14 Nov An Interview with Dr. Robert Taylor, new Music City ESCO CMO, Senior Medical Director of REACH Kidney Care


rt250Q: Of all the medical fields, why did you choose nephrology?

A: In medical school, I found that the nephrologists often had a better understanding of the overall health of their patients. I also really liked that a nephrologist has the opportunity to take care of his or her patients for an extended period of time. I enjoy getting to know patients and their families, from diagnosis to ESRD or transplant.

Q: What is your primary responsibility as an ESCO Chief Medical Officer?

A: One thing I love about my role is that I get to help DCI transform from a dialysis organization to a kidney health organization. It has been a real pleasure working on a model of care that keeps our patients healthier and out of the hospital. My primary responsibility is to continue innovatingwithin the model  of care and programs that we can put in place to help keep our patients’ healthy and off dialysis. Additionally, one of the focuses of REACH is to increase the number of transplants for our patients, especially pre-emptive transplants. If a transplant or dialysis is not what the patient chooses, I want to help the patient understand that medical management without dialysis is an option. Part of the role of the REACH team is to ensure the patient has appropriate community support and resources available.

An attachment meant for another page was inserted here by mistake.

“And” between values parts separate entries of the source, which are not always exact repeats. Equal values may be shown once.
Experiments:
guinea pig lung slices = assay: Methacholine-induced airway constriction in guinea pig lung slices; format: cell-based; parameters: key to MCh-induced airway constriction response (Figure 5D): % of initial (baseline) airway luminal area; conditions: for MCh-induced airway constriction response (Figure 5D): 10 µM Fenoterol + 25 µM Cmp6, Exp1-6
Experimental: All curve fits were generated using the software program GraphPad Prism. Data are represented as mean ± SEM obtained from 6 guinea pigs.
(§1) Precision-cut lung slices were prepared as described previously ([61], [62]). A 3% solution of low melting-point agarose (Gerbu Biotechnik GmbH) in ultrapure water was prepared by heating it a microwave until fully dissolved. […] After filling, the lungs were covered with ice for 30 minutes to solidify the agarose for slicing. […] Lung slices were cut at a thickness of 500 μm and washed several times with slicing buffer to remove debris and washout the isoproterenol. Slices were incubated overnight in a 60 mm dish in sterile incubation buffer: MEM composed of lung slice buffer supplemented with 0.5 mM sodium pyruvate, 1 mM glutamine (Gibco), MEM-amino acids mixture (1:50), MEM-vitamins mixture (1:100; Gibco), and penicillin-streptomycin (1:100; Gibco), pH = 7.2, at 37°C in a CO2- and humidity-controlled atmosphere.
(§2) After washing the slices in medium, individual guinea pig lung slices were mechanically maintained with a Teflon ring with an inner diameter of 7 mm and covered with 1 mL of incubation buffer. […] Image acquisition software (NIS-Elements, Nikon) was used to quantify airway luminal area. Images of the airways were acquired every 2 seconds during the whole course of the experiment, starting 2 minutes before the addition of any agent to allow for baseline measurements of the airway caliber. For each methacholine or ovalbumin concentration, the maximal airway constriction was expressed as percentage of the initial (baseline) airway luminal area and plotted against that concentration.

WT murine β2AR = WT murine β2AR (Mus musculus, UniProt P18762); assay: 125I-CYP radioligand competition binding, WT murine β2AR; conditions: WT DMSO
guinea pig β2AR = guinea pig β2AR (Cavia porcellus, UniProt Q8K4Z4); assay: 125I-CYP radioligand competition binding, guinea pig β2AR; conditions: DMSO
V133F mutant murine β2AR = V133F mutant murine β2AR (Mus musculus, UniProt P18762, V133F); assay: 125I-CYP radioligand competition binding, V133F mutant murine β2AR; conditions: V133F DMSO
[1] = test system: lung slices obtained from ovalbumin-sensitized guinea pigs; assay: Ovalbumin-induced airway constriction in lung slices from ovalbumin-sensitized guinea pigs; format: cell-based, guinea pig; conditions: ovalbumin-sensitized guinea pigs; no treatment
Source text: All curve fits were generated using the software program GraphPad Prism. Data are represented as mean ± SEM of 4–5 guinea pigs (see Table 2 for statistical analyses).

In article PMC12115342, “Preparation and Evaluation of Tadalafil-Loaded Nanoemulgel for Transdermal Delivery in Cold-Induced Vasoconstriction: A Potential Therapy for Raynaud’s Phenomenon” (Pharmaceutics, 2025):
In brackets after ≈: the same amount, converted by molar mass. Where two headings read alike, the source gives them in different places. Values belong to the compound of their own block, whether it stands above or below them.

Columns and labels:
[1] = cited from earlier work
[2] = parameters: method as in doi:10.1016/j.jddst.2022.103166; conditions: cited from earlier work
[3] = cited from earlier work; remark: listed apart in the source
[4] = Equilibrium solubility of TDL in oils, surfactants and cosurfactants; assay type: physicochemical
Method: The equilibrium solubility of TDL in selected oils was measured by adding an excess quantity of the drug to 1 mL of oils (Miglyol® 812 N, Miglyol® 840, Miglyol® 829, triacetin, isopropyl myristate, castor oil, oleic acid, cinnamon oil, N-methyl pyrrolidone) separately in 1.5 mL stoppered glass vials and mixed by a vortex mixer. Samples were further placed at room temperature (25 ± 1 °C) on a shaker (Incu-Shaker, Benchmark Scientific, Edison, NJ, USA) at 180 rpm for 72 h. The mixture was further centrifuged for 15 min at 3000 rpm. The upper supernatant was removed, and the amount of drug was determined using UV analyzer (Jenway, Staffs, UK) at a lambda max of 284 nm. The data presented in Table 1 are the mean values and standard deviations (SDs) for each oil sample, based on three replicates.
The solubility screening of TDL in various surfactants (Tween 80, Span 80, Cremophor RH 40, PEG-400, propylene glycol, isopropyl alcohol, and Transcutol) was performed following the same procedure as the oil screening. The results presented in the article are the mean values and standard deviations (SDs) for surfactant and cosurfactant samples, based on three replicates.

Q: In your opinion, how is the ESCO model beneficial to people with kidney disease?

A: Unfortunately, in the traditional care of patients with ESRD, healthcare providers have not collaborated well to address the overall health of the patient. The introduction of care coordinators as a primary resource for patients has dramatically changed the care of patients with ESRD.  Now, communication is carried across multiple providers and over episodes of care. The outcome is that the patient benefits from having additional resources and care coordination.

Q: How have you seen innovation in kidney care benefit your patients?

A: At DCI, our care focuses on patient-centered decision making. DCI partners with the best available resources in the community to educate patients about their options. Then we ensure that the patient decision is supported. DCI is leading the charge in innovation from a technology, communication, personnel and organizational perspective.  With REACH Kidney Care and the ESCOs, we hope not only to increase the health literacy of our patients, but also to raise the awareness of the scope of kidney disease in the US.

Q: What is your vision for the ESCO programs in 2017?

A: Early indicators reveal that focusing on coordinated care is paying off for the patient.  We’re seeing decreased hospitalization rates and shorter lengths of stays for our ESCO patients. Additionally, patients are starting dialysis in a more organized manner, and in a healthier state, and our Medication Therapy Management program is playing a significant role in improving patient outcomes.  Moving forward, I want to focus on how we address end-of-life, palliative care, and mental health.

Q: To someone in the early stages of kidney disease, what is a key action to take to delay the need for dialysis?

A: Be an active participant in your care. Many of the improved outcomes we see in REACH Kidney Care are due to a better understanding of how caring for your diabetes, hypertension or diet play a dramatic role in decreasing the chances that you’ll need dialysis.

Q: Outside of the office, you’ll most likely find me…

A: Exercising or relaxing with my wife Becky, and children, Jacob and Annie.